Can Array BioPharma Attract Yet Another Partner? Print E-mail
By Patrick Crutcher   
Tuesday, 05 October 2010 08:36

Shares of Array BioPharma Inc.(NASDAQ:ARRY) traded up after announcing positive interim results of its novel, oral HER2 (ErbB2) inhibitor, ARRY-380, in a Phase 1 trial in patients with advanced cancer. As our premium subscribers were told yesterday, the results which presented at the 2010 ASCO Breast Cancer Symposium in National Harbor, Maryland may attract some attention to the company going forward. ARRY-380 is a potent, orally active small molecule drug that has been well-tolerated to date and selectively inhibits tumor growth in preclinical models of HER2-dependent tumors. HER2, also known as ErbB2, is a receptor tyrosine kinase that has been found to be over-expressed in breast cancer and other cancers such as gastric and ovarian. ARRY-380 has demonstrated significant dose-related tumor growth inhibition in preclinical models that was superior to Herceptin and Tykerb(lapatinib) and was additive for tumor growth inhibition in preclinical models when dosed in combination with the standard of care therapeutics such as Herceptin(trastuzumab) or Taxotere(docetaxel). Ideally, ARRY-380 would be competing with Herceptin, which is a blockbuster drug for Genentech.


The interim results concerned 17 HER2 positive metastatic breast cancer patients treated with ARRY-380 at doses greater than or equal to 200 mg BID. 29% of these patients had a partial response or stable disease for 6 months or longer. 13/17(76%) of patients had measurable disease as defined by the RECIST scale for tumors; of these patients, 7/17(54%) had regressions in target lesions. ARRY-380 has been well-tolerated; the predominant treatment-related adverse events have been Grade 1. Because ARRY-380 is selective for HER2 and does not inhibit EGFR, there was, as expected, a low incidence and severity of diarrhea, rash and fatigue. An expansion cohort in patients with HER2 positive metastatic breast cancer is ongoing to confirm safety and explore efficacy and pharmacodynamic markers.

What’s also important about these results? One could guess that a large pharma might be on prowl for this unpartnered program.  At this point, ARRY’s pipeline is a bit young for most buyers to consider acquiring them. Once their pipeline has matured and it’s technology proven by clinical results, then there might be a possibility of being acquired.

ARRY has an impressive track record of landing partnerships with their pipeline candidates. Their largest collaborations include agreements with Novartis(NVS), Amgen(AMGN), AstraZeneca(AZN), Celgene(CELG), Eli Lilly(LLY), Genentech(via Roche-RHHBY), InterMune(ITMN) and VentiRx(Private). The deals with Amgen and Novartis totalling $145M in upfront payments, high royalties on sales of approved drugs, and an additional $422M/$666M if certain milestones are achieved.

They also have a potentially lucrative deal with Celgene for a discovery collaboration in cancer and inflammation. ARRY was paid $40M upfront to discover, develop, and commercialize therapeutics for those areas. For each drug that Celgene exercises their option for under this agreement, ARRY is entitled to receive potential milestones reaching $200M for clinical/regulatory milestones and and an additional $300M for certain commercial milestones, as well as royalties on net sales. ARRY will retain all rights to the other programs.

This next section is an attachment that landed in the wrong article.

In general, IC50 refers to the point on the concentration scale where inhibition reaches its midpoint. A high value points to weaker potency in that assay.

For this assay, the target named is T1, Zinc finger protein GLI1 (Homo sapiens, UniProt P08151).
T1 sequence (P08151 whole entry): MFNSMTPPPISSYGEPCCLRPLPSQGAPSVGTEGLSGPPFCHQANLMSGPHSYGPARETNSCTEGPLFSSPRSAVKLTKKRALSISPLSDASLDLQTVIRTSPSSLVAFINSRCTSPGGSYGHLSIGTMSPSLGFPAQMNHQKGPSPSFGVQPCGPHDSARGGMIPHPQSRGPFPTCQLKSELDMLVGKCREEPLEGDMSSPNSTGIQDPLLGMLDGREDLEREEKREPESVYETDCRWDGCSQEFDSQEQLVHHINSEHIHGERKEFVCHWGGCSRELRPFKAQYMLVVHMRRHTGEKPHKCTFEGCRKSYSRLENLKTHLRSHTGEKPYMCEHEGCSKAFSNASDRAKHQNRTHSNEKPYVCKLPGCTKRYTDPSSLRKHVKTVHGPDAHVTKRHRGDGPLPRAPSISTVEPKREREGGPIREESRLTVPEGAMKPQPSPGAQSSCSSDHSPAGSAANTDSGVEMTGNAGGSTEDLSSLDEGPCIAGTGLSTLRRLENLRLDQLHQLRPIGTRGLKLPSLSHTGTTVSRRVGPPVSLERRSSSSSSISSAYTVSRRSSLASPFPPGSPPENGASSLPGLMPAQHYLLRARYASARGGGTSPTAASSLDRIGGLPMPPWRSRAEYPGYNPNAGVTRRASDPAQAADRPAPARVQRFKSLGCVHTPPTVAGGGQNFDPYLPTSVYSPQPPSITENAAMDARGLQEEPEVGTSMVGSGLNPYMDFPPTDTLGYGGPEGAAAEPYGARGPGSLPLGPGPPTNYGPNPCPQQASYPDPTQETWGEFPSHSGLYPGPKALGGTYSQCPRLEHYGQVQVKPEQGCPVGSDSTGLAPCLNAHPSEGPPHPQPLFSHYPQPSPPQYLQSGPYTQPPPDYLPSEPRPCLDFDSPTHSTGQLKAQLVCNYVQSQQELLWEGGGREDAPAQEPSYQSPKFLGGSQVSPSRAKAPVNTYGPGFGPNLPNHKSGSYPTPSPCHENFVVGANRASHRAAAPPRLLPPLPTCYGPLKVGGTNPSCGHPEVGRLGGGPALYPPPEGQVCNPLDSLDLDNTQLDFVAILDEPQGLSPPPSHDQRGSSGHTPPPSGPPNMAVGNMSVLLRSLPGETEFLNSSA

Also investors shouldn’t forget that back in June, ARRY announced they were in partnering discussions for ARRY-543 (HER2/EGFR for solid tumors). This could be yet another very lucrative partnering deal, given the market size for indication. During 2010, they plan to complete and report results from the 3 Phase 1b combination studies of ARRY-543 and to initiate a Phase 2 trial in combination with another anti-cancer drug in patients with certain gastrointestinal cancers that have dual-expressing tumors.

Additionally, we’ll be looking forward to the American Society of Hematology (ASH) meeting in December. ARRY hopes to present additional data on their multiple myeloma drug candidate, ARRY-520, an inhibitor of kinesin spindle protein(KSP). Essentially, inhibition of KSP function leads to cell cycle arrest at mitosis and ultimately, to cell death. ARRY-520 is unpartnered and significant clinical data could easily change that status. Much depends on the response rate and safety data, since KSP inhibitors have shown fewer side effects than taxanes or vinca alkaloids. They also have an agreement with Signal Genetics to help develop  biomarkers to predict response for patients with multiple myeloma. Early results were presented at ASCO 2010, showing it’s safety and potential efficacy signal.
ARRY might be one of the most undervalued small-cap biotechs out there, given their management and prospects. Try comparing it to other biotechs with similar platforms and you’ll see the price disparity. ARRY reminds me of Exelis Inc(EXEL), but without the debt. Considering 13 drug candidates in clinical testing, it’s vital for ARRY to adequately control costs and maintain efficiency. We look forward to tracking their progression and keeping you updated on future catalysts.

ARRY press release: http://bit.ly/d9eipk


Disclosure: No positions




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